The Real St. Nick? Archaeologists May Have Found the Original Santa's Bones

Six-year-old Ke'ani Page of Lafayette, Louisiana, released a balloon into the air with a letter to Santa attached. Page was asking for a tablet, light-up shoes and a turtle. Four days later, Rachel Goffinet found the balloon, and note, nearly 800 miles away in Evanston, Indiana — about 10 miles south of a town called Santa Claus. Taylor Trache reports. (Published Saturday, Dec. 24, 2016)

Turkish archaeologists believe they may have discovered the remains of St. Nicholas — from whom the legend of Santa Claus emerged — beneath a church at his birthplace in southern Turkey, an official said Thursday.

St. Nicholas was born and served as a bishop of what is now the Turkish Mediterranean town of Demre, near Antalya, in the 4th century. He was buried in the area formerly known as Myra, but his bones were believed to have been stolen and taken to the southern Italian town of Bari.

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Archaeologists, however, have recently discovered what they think is a temple below the church and now believe his remains may be lying there, Cemil Karabayram, the head of Antalya's Reliefs and Monuments authority, told The Associated Press by telephone.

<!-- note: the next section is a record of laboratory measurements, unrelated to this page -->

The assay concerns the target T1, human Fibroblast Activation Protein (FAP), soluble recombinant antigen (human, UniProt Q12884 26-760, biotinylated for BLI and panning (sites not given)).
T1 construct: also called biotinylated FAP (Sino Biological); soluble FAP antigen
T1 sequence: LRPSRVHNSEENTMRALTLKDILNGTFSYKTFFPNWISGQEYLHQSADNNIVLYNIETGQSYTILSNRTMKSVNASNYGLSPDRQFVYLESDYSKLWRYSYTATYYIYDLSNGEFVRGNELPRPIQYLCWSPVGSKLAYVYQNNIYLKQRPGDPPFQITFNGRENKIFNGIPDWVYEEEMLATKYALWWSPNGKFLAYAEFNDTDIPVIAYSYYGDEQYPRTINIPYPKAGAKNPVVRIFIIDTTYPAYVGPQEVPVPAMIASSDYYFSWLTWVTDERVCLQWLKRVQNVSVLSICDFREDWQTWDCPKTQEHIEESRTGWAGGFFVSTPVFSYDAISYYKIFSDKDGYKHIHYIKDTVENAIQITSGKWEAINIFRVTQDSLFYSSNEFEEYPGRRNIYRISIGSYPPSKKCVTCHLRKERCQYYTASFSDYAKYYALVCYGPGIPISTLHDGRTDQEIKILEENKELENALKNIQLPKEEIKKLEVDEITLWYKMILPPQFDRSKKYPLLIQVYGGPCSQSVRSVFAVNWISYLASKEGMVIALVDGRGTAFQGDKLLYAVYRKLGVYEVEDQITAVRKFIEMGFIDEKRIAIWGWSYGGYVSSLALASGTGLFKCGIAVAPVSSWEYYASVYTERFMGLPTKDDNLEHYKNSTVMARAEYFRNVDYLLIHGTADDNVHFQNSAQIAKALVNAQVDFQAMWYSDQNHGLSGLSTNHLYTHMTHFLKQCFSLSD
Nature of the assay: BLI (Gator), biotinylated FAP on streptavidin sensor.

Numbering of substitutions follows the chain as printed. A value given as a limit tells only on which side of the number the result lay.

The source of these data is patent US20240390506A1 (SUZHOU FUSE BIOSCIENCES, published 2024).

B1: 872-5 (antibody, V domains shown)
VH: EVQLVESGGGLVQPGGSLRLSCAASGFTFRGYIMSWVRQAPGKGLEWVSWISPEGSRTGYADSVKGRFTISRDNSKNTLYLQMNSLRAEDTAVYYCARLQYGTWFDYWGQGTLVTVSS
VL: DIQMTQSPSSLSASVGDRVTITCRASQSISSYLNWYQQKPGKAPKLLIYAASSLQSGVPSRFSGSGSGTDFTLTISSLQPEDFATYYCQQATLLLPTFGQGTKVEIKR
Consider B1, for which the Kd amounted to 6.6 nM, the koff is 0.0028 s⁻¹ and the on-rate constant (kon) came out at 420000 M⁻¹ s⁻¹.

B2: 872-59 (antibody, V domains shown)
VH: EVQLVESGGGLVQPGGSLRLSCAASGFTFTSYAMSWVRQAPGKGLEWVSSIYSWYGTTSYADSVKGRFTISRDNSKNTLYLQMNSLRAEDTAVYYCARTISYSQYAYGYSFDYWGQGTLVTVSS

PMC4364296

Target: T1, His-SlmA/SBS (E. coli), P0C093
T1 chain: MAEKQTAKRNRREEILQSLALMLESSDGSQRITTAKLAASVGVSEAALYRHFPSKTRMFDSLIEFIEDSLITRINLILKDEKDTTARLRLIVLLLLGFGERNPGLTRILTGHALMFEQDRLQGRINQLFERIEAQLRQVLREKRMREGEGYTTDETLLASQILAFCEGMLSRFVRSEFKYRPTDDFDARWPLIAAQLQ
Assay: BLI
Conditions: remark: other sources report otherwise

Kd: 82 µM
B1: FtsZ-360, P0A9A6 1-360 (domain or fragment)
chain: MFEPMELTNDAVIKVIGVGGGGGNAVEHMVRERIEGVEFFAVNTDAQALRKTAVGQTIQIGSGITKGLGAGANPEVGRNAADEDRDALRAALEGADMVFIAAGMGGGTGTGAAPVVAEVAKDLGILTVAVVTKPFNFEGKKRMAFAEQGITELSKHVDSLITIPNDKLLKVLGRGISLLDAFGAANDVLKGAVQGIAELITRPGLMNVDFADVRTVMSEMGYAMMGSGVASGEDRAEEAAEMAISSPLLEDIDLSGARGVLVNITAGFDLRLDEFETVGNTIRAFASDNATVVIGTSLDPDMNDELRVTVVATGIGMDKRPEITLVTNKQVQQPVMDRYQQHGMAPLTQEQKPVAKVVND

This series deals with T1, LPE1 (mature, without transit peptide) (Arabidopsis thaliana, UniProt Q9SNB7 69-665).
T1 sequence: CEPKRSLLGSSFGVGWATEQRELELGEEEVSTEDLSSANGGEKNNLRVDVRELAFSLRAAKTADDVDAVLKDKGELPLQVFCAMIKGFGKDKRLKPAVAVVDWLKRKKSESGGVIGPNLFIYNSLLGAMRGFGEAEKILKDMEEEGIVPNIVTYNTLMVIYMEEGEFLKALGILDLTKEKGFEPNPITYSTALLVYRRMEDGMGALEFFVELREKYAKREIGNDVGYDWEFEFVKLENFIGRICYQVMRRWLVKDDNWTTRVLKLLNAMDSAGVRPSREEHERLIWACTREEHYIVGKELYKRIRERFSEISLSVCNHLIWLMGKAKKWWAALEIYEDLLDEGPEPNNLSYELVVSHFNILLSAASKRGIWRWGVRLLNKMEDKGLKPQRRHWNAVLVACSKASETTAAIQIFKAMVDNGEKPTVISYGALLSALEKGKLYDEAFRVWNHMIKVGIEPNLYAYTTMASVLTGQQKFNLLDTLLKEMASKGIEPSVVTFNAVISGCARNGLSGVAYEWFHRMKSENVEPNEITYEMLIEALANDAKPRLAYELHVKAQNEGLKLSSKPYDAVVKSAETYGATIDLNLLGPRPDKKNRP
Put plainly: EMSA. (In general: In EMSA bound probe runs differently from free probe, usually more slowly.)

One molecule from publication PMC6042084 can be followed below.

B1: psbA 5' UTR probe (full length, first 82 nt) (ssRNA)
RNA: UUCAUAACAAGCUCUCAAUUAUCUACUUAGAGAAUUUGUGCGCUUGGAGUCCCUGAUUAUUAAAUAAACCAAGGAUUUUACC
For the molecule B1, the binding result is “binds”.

Archaeologists are looking for a way into the temple without harming the 11th-century Church of St. Nicholas, Karabayram said.

Karabayram said the temple was discovered through geo-radar surveys of the church that were conducted as part of a restoration project.

"It is a temple that is intact, has not been touched but may have been affected by an earthquake," he said.

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"This is an important find both culturally and for Turkey's tourism," Karabayram said.

St. Nicholas was known for his generosity. His legend spread around the world and became interwoven with mythical stories of the gift-giving Santa Claus.

Karabayram said that the bones that were smuggled to Bari may have been the remains of another priest.